When hunting for their prey, whales find it useful to sing like Mick Jagger and Britney Spears to help them locate, track and catch their quarry, according to a study.

In an extraordinary discovery, scientists have found that sperm whales, dolphins, porpoises and other toothed cetaceans employ a similar vocal technique to humans, known as ‘vocal fry’, which has been crucial to their evolution and survival.

Named because it sounds like sizzling bacon, vocal fry is most commonly associated with the drawling speaking voices of US celebrities such as Kim Kardashian, Scarlet Johansson, and Katy Perry.

But the deeper, creaky voice produced by dragging out certain syllables during a sentence in the lowest vocal register is also a prominent feature of the singing voice.

It has been regularly deployed to convey a sense of depth, intensity of emotion, and empathy by everyone from Mick Jagger to Britney Spears, such as in the opening lines of “Street Fighting Man” and “…Baby One More Time”, respectively.

Janis Joplin, Lady Gaga, and Nirvana singer Kurt Cobain are other well-known proponents on the form.

Vocal fry involves dropping the voice to its lowest natural register, which changes the way a person’s vocal folds vibrate together. Those changes create inconsistencies in the vibrations and lend the speaker’s voice a subtly choppy or creaky quality.

The technique also forms the basis of the hunting songs of the 73 species of cetaceans with teeth, collectively known as toothed whales, which use it to locate their prey through echolocation.

They use this process to bounce sound waves off the surroundings in the dark, as deep as two kilometres beneath the waves, and so detect their prey.

The lower frequency of the deeper pitch of the vocal fry make for better hunting because their longer wavelength and greater energy means they can travel further.

Other toothed whales include the beaked, killer and vaquita whales, along with the narwhal.

While many people find vocal fry in human speech jarring – even as others find the deeper sound authoritative, and others find the technique a bit over the top in singing – in toothed whales the register is an unalloyed success, according to a study in the journal Science, presented at the American Association for the Advancement of Science in Washington on Thursday.

“Vocal fry allows whales access to the richest food niches on earth – the deep ocean,” said Professor Peter Madsen, of Aarhus University in Denmark.

“While vocal fry may be controversial in humans and may be perceived as everything from annoying to authoritative, it doubtlessly made toothed whales an evolutionary success story,” he said.

When using vocal fry, the vocal cords are only open for a very short time – meaning the animals use very little breathing air in the process.

“This air-economy makes it especially ideal for echolocation. During deep dives, all air is compressed to a tiny fraction of the volume on the surface,” Professor Madsen said.

Andrea Ravignani, of the Max Planck Institute for Psycholinguistics, in the Netherlands, who was not involved in the study, said: “This study reveals that toothed whales can display extraordinary vocal abilities while diving at 1000 meters and feasting on seafood. At least vocally, humans are not so special after all.”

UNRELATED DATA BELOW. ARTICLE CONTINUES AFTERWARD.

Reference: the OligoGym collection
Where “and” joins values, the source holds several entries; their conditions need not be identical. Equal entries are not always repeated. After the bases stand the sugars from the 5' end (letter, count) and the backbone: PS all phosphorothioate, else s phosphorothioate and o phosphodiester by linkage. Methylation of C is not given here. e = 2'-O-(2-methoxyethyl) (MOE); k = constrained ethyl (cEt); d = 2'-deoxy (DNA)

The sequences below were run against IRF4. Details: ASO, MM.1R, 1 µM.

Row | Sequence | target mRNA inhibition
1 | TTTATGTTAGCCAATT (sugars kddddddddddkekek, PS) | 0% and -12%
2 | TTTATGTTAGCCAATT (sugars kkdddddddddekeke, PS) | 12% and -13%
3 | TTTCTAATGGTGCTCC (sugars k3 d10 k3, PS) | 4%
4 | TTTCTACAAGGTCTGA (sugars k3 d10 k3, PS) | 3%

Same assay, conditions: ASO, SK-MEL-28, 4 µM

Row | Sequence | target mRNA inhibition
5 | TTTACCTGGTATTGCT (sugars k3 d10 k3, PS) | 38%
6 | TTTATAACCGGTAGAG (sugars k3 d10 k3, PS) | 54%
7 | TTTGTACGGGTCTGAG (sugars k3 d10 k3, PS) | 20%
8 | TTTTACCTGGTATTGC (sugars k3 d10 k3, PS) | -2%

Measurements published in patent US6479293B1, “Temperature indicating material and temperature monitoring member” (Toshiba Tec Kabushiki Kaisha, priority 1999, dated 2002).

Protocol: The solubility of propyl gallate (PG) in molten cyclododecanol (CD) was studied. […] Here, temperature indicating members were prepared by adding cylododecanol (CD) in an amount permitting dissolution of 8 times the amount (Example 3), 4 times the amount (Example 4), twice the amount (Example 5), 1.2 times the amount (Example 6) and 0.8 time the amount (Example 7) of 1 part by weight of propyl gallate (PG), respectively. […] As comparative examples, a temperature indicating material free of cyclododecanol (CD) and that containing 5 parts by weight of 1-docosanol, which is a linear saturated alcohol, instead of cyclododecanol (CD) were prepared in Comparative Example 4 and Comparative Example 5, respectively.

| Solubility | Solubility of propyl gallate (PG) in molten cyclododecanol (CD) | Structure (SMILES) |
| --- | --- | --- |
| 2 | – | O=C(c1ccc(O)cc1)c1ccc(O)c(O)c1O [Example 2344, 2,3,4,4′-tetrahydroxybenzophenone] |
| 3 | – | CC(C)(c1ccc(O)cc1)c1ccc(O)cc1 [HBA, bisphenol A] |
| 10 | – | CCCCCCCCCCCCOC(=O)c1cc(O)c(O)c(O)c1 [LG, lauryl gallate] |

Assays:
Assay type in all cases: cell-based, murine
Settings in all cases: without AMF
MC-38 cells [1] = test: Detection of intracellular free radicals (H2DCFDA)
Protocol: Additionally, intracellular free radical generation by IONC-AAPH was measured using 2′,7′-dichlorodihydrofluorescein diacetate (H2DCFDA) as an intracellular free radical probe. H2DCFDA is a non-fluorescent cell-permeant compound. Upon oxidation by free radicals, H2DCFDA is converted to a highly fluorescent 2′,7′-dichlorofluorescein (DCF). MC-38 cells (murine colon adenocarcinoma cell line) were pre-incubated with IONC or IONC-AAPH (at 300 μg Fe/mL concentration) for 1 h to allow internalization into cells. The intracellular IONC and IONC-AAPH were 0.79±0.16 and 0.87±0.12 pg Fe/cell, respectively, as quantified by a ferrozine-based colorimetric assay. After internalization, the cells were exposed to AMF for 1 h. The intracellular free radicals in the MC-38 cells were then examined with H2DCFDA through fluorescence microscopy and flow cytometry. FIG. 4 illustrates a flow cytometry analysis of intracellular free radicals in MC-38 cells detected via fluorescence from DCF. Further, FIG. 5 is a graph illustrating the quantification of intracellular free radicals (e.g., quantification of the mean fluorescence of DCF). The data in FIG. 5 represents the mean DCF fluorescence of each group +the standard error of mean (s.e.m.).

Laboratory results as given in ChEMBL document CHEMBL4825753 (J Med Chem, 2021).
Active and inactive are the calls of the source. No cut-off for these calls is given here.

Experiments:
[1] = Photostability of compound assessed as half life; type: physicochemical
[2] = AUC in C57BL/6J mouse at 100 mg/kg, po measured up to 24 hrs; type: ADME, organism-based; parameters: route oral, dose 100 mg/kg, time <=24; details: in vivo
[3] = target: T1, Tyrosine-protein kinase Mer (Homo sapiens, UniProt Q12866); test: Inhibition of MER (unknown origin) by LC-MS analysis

When toothed whales hunt in deep and murky water they produce short, powerful, ultrasonic echolocation clicks at rates up to 700 per second to locate, track and catch prey.

The discovery that toothed whales employ vocal fry techniques is part of a bigger study, which found that these animals, like humans, have at least three vocal registers – the vocal fry register, which produces the lowest tones, the chest register, which is similar to our normal speaking voice, and the falsetto register, which produces even higher frequencies.

Overall, the researchers reveal that toothed whales have a wide vocal range, akin to that of a human, with three distinct vocal registers, just like humans.

Only humans and crows have previously been found to have different vocal registers – a range of tones produced by a particular vibratory pattern of the vocal folds.

Toothed whales use the two higher registers to produce a wide range of pulses and whistles to communicate with their fellow creatures, with the lower one used for hunting.

The registers are key because they allow toothed whales to convey a host of emotional and complicated languages in the upper registers, at high frequency, as well as to blast out really loudly at much lower frequencies at five times the volume of any trumpeter, making the loudest noise of any animal on the planet and without damaging their lungs.

Toothed whales can produce an acoustically rich collection of grunts, bursts, and whistles used to compose complex vocalizations used for social communication.

Vocal fry isn’t just for celebrities; all people employ it to some extent. And it’s not just women that use it in their speaking voices, although it is thought to be more noticeable when they do because men typically have a lower pitch.

While the technique is employed to enhance the feeling of songs, it’s not clear why some people have more of a creaky voice than others.

One theory suggests that a lower pitch is a sign of empowerment, so people may be unconsciously signalling their own sense of personal power using this voice quality. Another hypothesis comes to the opposite conclusion: That vocal fry is a sign of anxiety and stress, causing the voice box to tighten.

By admin